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The incomparable range of sports books produced by Pitch Publishing over the past few years has ensured theyÕve secured a place as one of the UKÕs leading publishers of sporting material.

From the unashamedly nostalgic Got, Not Got and the thought-provoking If Only: An Alternative History of the Beautiful Game, to Andrew MurtaghÕs superbly-written Gentleman and a Player, Pitch Publishing are always likely to come up with something different. Take a look at their current range: www.pitchpublishing.co.uk




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Speed Kings: The Fastest Men in the World and the 1932 Winter Olympics By Andy Bull

Release date: 07th June, 2015
Publisher: Bantam

List Price: £17.99
Our Price: £14.99
You Save: £3 (16%)
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Speed Kings opens with what could easily be a scene from The Great Gatsby. An impossibly rich teenager sits behind the wheel of a Bentley Blower parked outside of the Carlton Hotel in Cannes. It’s September 1930; the French government has recently lifted the 12mph speed limit and the driver believes he can make Monte Carlo, 40 miles east, in less than an hour.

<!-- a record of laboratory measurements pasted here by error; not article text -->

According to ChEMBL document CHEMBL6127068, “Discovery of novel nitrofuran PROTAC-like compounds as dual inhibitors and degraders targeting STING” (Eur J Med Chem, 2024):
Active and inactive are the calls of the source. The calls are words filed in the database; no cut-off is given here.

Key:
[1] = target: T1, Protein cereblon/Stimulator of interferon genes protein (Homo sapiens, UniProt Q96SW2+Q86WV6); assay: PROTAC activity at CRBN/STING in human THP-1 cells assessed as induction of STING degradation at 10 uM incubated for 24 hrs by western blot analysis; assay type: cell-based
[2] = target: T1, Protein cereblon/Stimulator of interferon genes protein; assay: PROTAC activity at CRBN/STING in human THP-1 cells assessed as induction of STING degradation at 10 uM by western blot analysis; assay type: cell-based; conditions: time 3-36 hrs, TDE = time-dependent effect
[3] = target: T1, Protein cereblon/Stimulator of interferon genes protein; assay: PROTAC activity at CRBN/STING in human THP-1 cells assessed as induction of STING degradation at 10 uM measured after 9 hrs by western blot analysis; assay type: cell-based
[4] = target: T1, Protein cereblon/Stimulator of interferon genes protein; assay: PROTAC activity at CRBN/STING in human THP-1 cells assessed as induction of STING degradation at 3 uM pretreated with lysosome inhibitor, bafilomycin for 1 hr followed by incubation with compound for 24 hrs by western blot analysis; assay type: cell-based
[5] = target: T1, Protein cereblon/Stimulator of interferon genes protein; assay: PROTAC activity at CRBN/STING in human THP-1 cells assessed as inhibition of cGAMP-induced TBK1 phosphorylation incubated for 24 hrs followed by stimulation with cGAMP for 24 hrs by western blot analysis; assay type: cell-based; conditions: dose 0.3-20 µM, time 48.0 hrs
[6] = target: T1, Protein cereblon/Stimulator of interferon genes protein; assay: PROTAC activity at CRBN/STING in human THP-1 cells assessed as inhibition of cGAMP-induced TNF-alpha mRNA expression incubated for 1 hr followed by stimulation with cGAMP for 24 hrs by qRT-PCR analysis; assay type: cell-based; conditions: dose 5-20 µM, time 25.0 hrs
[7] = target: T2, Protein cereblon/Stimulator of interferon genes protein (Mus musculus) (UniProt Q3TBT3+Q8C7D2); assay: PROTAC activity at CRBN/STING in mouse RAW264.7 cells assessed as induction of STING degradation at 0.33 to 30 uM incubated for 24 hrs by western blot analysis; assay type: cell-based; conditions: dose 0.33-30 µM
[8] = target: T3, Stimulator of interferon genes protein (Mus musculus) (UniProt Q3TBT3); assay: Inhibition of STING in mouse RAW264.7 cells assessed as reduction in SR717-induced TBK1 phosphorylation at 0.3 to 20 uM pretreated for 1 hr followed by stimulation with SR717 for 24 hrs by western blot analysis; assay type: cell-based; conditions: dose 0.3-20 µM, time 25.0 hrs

On paper, this sounds achievable, but the occasionally ridiculously narrow road via Nice, Villefranche, Eze and Cap d’Ail consists of several dozen hairpin bends, a smattering of steep gradients, perhaps the most picturesque backdrop to any road in the world – oh, and other vehicles. Pushing the car well beyond 100mph wherever he can, Billy Fiske III, son of a rich American banker, makes the journey with two minutes to spare, parking outside of the Monaco’s famous Hotel de Paris.

Though Fiske was undeniably privileged, Speed Kings is not a tale of snobbery, social advantage and upper class power, but of a principled man who, three years before he careered along the Riviera’s Basse Corniche had become the youngest-ever winner of an Olympic gold medal, steering the USA’s four-man bobsleigh to victory at St Moritz in 1928. He would do so again, at Lake Placid, in 1932, supported by four well-built characters (Clifford Gray, Eddie Eagan and Jay O’Brien) who could probably justify biographies of their own.

Fiske stood at just 5’8”, but his force of personality and vision drew people to him; he was enormously popular and, at a time when bobsleighing (and the Cresta Run) had captured the public’s imagination because of the participants’ terrifying speed, he could rightly be called a sporting superhero.

Yes, Fiske was a playboy, but he was also a gentlemen who refused to attend the 1936 Winter Olympics in Germany having travelled around Europe and seen the gathering storm of Nazism first-hand. Indeed, Fiske would become the first American to join the RAF and flew during the Battle of Britain. He could have taken the easy option and returned to the States, first class, but this man of fun, high jinks and merry-making did the right thing instead. This book’s moving finale will bring a lump to the throat. Buy it.


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